Electric Remote Trunk Release Kit for all 1967-1970 Mustangs.
Scott Drake does it again. Our new remote trunk release features electrical components. No cables to stretch out of shape or rust. We combined the classic look of the original remote release with modern electrical technology by utlizing our chrome release lever and a micro switch. Our zinc plated trunk latch incorporates a powerful solenoid for reliability and strength. All mounting hardware and connectors are included. Designed to be easily installed in less than an hour.
The options available on new Mustangs these days are pretty amazing. Glass roofs, navigation, heated seats, six-speed transmissions, our Pony car has come a long way. Even the standard features available now are things enthusiasts from the ‘60s could only dream of.
One of those things that many people take for granted is electric trunk release. Pretty much any car these days is going to include one. Back in the ‘60s, the only way you’re opening your trunk is with the key. Scott Drake doesn’t feel that enthusiasts should have to suffer without this feature, so they offer this electric conversion kit for a ’65 through ’70 Mustang.
As usual, Scott Drake provides everything needed for installation including this vintage style release lever, new electric latch, wiring with relay, and full color instructions. For this installation we used a 3/8-inch ratchet, a 3/8-inch socket, 7/16-inch socket, Phillips head screwdriver, drill, flashlight, electrical tape, wire strippers, crimping tool, multi meter, and safety glasses.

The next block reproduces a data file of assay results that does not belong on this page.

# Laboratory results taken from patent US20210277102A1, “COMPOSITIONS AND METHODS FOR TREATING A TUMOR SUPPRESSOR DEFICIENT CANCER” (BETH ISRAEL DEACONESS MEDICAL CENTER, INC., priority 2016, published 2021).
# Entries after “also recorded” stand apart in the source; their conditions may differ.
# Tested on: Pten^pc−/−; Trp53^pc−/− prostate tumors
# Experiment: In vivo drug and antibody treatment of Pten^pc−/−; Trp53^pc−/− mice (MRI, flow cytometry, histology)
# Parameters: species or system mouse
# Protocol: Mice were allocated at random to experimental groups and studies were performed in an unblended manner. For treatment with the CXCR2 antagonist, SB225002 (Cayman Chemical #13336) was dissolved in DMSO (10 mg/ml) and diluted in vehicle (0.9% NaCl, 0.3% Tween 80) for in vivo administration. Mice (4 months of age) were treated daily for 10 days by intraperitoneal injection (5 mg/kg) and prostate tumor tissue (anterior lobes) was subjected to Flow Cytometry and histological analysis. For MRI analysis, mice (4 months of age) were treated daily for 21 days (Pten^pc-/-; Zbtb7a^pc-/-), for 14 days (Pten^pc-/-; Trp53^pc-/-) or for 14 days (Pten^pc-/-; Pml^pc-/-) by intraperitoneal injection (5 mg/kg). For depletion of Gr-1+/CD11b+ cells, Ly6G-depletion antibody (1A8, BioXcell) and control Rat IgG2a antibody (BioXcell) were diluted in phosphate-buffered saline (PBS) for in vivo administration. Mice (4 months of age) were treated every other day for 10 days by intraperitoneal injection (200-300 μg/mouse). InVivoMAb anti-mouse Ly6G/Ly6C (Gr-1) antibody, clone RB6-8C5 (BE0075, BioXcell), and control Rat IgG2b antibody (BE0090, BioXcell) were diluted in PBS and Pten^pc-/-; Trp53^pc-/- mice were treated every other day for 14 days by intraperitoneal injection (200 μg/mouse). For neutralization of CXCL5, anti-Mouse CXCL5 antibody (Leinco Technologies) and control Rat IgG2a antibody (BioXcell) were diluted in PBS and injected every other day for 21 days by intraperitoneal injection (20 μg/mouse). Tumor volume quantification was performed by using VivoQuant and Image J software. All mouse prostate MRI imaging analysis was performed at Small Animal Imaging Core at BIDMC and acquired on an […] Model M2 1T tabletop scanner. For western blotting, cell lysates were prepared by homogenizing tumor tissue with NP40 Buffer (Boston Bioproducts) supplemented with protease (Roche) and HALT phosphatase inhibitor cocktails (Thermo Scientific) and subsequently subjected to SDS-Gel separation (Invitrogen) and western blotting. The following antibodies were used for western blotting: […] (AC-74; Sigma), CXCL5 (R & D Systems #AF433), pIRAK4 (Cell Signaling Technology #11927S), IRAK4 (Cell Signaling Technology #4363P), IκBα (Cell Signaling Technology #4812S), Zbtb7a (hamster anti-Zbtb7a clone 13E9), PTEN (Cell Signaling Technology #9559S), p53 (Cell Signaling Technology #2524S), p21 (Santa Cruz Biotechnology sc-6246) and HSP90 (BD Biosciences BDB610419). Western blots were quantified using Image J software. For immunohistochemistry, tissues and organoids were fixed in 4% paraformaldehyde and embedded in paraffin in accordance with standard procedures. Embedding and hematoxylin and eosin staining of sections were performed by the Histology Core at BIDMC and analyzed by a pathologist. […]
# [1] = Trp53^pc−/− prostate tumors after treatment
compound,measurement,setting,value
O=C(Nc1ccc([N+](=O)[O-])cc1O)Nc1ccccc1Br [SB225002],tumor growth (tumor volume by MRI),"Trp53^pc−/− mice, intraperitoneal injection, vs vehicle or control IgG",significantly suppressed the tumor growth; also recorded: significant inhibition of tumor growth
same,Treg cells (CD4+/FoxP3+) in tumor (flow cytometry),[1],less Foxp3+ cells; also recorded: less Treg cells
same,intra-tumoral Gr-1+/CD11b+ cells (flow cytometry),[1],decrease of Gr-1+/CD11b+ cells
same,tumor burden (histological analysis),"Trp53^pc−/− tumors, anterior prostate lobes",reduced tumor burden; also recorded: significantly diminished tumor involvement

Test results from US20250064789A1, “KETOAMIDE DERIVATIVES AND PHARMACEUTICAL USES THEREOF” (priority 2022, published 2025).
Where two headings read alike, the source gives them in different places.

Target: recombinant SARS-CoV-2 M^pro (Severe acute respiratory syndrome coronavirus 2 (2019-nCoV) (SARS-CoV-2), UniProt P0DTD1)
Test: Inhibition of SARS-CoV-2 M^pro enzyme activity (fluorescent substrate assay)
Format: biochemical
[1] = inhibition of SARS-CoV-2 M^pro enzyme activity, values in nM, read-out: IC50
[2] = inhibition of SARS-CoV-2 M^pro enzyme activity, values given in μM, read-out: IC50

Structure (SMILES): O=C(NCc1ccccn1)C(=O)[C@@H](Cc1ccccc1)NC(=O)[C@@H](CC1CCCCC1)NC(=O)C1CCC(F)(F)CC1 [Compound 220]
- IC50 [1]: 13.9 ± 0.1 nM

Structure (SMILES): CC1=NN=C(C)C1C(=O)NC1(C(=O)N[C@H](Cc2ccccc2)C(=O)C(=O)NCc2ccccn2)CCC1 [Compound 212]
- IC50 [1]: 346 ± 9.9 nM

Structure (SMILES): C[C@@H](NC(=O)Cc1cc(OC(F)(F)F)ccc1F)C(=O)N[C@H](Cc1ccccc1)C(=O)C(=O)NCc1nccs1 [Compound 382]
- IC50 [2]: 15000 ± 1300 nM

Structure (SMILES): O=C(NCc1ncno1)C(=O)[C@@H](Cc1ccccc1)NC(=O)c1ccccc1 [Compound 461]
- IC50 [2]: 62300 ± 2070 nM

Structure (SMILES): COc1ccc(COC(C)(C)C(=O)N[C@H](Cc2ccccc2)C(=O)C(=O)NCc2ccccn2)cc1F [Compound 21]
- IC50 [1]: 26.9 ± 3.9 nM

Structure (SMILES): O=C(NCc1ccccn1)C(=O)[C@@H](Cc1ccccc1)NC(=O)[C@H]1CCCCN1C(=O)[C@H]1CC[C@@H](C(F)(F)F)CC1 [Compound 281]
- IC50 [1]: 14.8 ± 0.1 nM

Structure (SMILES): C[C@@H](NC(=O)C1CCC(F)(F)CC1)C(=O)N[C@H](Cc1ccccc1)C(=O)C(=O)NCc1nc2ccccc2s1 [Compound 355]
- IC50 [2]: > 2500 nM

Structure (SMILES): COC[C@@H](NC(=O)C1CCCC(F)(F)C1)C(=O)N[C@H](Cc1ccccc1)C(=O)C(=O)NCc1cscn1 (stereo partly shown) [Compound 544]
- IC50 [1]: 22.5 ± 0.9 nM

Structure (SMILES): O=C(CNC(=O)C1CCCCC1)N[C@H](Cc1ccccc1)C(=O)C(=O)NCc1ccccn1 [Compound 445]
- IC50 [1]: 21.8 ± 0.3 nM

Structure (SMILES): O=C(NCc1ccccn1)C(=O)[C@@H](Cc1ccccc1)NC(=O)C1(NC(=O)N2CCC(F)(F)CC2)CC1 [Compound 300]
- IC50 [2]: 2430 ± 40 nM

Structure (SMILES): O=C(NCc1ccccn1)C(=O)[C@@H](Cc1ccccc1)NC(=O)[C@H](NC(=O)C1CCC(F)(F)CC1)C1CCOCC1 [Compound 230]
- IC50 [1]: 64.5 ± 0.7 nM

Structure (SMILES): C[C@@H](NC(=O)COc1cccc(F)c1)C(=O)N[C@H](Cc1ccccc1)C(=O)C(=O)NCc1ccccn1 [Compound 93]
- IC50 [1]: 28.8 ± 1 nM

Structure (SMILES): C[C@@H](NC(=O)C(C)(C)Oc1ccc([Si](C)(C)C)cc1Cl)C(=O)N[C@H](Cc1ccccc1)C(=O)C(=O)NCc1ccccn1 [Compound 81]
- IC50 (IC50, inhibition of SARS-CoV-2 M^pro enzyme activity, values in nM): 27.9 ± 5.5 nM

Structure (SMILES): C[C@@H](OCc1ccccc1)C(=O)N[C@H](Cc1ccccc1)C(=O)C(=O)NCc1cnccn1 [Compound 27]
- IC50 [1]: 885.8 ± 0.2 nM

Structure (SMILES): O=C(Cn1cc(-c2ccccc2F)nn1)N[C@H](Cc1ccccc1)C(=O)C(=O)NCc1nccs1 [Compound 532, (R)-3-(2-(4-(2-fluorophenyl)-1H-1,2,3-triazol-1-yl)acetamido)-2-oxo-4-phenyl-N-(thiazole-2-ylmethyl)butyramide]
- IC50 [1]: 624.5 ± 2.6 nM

Scott Drake offers two versions of the electric trunk release kit, one for ’64 through ’66 cars and one for ’67 through ’70. The only difference with the installation is going to be the trunk latch itself. We’re going to be installing our kit on this 1967 coupe.
First step, remove the original latch. To remove the latch, first we’re going to take the lock cylinder and the rod out. The cylinder is held in place with a small little spring plate. With a good pull on it take it right out. Next step just push against the lock rod and the lock cylinder rod will come right out. Next we can remove the latch itself by removing these three 7/16-inch bolts.
Here you can see a comparison between the original and our Scott Drake trunk latch. Obviously the Drake is much larger due to the electronic solenoid built into it. It’s only going to use these two mounting holes. You also want to make sure that it’s in the open position. Ours currently is locked. You want to turn it and open it before you install it. Install using the original hardware. We are going to fish the wiring harness down first bringing it out on the driver’s side. Inch it in place and put the bolts back in.
I am going to reinstall our factory lock cylinder. Now I’ll move forward to the wiring. We’re just going to fish the wire up to the back seat area. In this case we’re just going to lay it across our trunk since our trunk mat is going to cover it when it’s reinstalled.
Now we’ll move onto the handle. Next we’ll be installing the release lever. We’ll be mounting it on the seat platform right here next to the seat. The next step is going to be to remove our door sill plates so we can fish our wires through.
Now we’re going to drill pilot holes to mount our bracket. Now we’re going to remove our backseat, just the lower cushion, to make it easier to fish the wire from the trunk area over to our lever. Just stick your hand underneath it and just pull upward.